Clinical Implications
• Self-stigma can significantly impact overall health

outcomes.

• Techniques and interventions have been developed to
help a person reduce self-stigma.

Limitations
• Although interventions have been developed to help

a person reduce self-stigma, there are limited studies
on the validation of these interventions and their
adaptations for specific populations.

• Future research needs to continue to evaluate
programs that promote empowerment to reduce
self-stigma.

people have knowledge of particular stereotypes
because they develop from, and are defined by, societal
characterizations of people with certain conditions. Although
broader society has defined these stereotypes, people may
not necessarily agree with them. People who agree with
the negative stereotypes develop negative feelings and
emotional reactions; this is prejudice. For example, a
person who believes that people with schizophrenia are
dangerous may ultimately describe feeling fearful of those
with serious mental illness (SMI). From this emotional
reaction comes discrimination, or the behavioural response
to having negative thoughts and feelings about a person in a
stigmatized outgroup. A member of the general public may
choose to remain distant from a person with mental illness
because of their fear (prejudice) and belief (stereotype) that
the person with mental illness is dangerous.

People who live with conditions such as schizophrenia are
also vulnerable to endorsing stereotypes about themselves,
which is self-stigma. It is comprised of endorsement of these
stereotypes of the self (for example, “I am dangerous”),
prejudice (for example, “I am afraid of myself”), and the
resulting self-discrimination (for example, self-imposed
isolation). Once a person internalizes negative stereotypes,
they may have negative emotional reactions. Low self-
esteem and poor self-efficacy are primary examples of
these negative emotional reactions.4 Self-discrimination,
particularly in the form of self-isolation, has many
pernicious effects leading to decreased health care service
use, poor health outcomes, and poor quality of life.5,6 Poor
self-efficacy and low self-esteem have also been associated
with not taking advantage of opportunities that promote
employment and independent living.7 Link et al8 called this
modified labelling theory; contrasting classic notions of
the label (see Gove9,10), Link et al noted that people who
internalize the stigma of mental illness worsen the course
of their illness because of the harm of the internalized
experience, per se. Self-stigmatization diminishes feelings
of self-worth, such that the hope in achieving goals is
undermined. Thus the harm of self-stigma manifests itself
through an intrapersonal process, and ultimately, through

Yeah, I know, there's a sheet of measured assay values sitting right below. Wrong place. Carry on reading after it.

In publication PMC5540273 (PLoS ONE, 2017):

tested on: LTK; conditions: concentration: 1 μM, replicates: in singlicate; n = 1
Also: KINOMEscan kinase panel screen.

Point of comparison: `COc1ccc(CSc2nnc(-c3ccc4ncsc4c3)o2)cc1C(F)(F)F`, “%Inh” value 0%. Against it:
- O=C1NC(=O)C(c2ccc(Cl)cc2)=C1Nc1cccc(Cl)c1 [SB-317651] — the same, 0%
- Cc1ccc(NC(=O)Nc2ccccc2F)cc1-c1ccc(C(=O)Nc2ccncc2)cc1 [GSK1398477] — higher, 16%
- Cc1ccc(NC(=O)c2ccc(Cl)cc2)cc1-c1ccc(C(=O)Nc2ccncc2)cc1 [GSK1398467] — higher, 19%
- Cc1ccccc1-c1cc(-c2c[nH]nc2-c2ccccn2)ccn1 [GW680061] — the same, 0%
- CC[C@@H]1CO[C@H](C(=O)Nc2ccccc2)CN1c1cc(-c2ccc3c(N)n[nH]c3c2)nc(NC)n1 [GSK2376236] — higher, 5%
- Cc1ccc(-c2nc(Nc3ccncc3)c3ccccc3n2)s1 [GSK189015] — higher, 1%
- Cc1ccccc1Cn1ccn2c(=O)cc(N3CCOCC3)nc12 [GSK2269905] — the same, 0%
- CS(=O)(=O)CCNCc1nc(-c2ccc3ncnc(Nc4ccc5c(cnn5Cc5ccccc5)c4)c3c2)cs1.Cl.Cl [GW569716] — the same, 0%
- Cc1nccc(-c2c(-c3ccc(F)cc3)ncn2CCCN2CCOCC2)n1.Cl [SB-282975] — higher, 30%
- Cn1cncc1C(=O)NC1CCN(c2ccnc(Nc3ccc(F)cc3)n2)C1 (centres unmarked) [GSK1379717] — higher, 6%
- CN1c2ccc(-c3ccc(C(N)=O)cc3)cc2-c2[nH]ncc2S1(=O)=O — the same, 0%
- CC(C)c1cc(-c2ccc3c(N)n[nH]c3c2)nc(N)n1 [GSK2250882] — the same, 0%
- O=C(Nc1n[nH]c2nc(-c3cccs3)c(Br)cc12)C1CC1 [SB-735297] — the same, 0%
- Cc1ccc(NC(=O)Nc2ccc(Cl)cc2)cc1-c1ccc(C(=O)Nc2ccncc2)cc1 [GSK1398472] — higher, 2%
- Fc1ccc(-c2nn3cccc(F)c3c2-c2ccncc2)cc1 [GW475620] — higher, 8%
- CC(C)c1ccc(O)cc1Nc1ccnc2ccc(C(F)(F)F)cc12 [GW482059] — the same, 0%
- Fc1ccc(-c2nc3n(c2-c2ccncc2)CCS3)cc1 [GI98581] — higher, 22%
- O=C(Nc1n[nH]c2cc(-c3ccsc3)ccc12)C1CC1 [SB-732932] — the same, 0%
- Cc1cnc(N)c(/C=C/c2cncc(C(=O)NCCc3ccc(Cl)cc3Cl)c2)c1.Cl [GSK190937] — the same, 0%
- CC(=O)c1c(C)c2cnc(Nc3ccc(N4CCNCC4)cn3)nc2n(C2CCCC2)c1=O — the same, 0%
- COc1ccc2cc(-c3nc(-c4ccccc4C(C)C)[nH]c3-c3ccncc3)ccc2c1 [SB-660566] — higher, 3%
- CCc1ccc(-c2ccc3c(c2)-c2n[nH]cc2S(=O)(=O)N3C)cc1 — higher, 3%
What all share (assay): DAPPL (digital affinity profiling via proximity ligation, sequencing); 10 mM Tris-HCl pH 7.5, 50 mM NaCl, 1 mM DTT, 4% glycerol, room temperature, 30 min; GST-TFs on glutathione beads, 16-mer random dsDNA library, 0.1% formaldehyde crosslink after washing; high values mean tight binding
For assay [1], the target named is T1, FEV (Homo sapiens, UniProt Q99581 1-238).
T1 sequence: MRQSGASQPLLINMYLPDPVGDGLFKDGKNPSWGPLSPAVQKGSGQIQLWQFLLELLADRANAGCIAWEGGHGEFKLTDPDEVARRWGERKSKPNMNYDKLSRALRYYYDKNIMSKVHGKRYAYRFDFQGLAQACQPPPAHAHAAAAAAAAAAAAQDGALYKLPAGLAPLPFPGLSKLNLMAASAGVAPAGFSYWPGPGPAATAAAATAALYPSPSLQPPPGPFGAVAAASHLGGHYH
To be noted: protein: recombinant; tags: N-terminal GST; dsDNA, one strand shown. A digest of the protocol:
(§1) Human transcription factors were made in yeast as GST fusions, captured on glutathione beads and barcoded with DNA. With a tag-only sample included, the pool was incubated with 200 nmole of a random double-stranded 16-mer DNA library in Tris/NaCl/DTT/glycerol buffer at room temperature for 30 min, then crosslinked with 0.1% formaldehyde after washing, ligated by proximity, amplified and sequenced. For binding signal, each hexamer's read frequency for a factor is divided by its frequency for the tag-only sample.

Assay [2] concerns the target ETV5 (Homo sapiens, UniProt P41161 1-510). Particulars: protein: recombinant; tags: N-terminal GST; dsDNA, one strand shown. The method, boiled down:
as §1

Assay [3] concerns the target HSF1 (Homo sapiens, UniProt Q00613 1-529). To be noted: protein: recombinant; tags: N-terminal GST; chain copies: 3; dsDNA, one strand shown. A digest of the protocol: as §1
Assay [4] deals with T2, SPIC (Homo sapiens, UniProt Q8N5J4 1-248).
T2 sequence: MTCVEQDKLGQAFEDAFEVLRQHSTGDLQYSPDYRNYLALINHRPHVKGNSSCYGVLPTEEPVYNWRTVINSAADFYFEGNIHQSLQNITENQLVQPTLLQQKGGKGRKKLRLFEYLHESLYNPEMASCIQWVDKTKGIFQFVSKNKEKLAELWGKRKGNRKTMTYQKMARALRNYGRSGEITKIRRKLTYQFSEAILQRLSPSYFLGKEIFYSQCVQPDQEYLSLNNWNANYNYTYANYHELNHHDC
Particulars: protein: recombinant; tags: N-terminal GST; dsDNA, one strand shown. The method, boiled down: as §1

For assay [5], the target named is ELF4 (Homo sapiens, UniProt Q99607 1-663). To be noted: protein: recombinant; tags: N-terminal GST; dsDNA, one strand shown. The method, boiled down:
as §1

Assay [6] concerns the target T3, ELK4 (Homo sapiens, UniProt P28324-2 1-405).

poor health outcomes and quality of life.2,4

A Stage Model of Self-Stigma
Self-stigma has often been equated with perceived stigma;
for example, a person’s recognition that the public holds
prejudice and will discriminate against them because of their
mental illness label.7 In particular, perceived devaluation
and discrimination is thought to lead to diminished self-
esteem and -efficacy. We believe this to actually be the first
stage of a progressive model of self-stigma (Figure 1). As
such, we see the process of internalizing public stigmas as
occurring through a series of stages that successively follow
one another.2,4,10,11 In the general model, a person with an
undesired condition is aware of public stigma about their
condition (Awareness). This person may then agree that
these negative public stereotypes are true about the group
(Agreement). Subsequently, the person concurs that these

stereotypes apply to him- or herself (Application). This may
lead to harm and to significant decreases in self-esteem and
-efficacy (Harm). Unlike other research on self-stigma,12,13
the stage model shows that pernicious effects of stigma on
the self do not occur until later stages. Not until the person
applies the stigma, does harm to self-esteem or -efficacy
occur.

One of the challenges of a stage model of self-stigma
is sorting out the effects of later stages from those of
depression, which is frequently experienced among people
with SMI.14 Other staged models of behaviour suggest
that any individual stage is most strongly influenced by
the immediately preceding one.15 Thus to fully understand
stigma’s contribution to poor health outcomes, research
must crosswalk specific stages with common antecedents
of poor outcomes, such as depressive symptoms. In this
way, the effects of internalized stigma on self-esteem can
be partialled out from other causes of depression.

The Why Try Effect
A related consequence of self-stigmatization is what has
been called the why try effect, in which self-stigmatization
interferes with life goal achievement.11 Self-stigma
functions as a barrier to achieving life goals. However, self-
esteem and -efficacy can reduce the harmful results of self-
stigma. Diminished self-esteem leads to a sense of being
less worthy of opportunities, which undermines efforts at
independence, such as obtaining a competitive job.

Why should I seek a job as an accountant? I am
not deserving of such an important position. My
flaws should not allow me to take this kind of a
job from someone who is more commendable.

Alternatively, decrements to self-efficacy can lead to a why
try outcome based on a person’s belief that he or she is
incapable of achieving a life goal.

Why should I attempt to live on my own? I am not
able to be independent. I do not have the skills to
manage my own home.

Why try is a variant of modified labelling theory,8 in which
the social rejection linked to stigmatization contributes to

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In Review

low self-esteem. Modified labelling theory also suggests
avoidance as a behavioural consequence of devaluation.
When people perceive devaluation, they may avoid
situations where public disrespect is anticipated.

Challenging Self-Stigma
There is a paradox to self-stigma.16 Some people with
mental illness internalize it and suffer the harm to self-
esteem, self-efficacy, and lost goals. However, many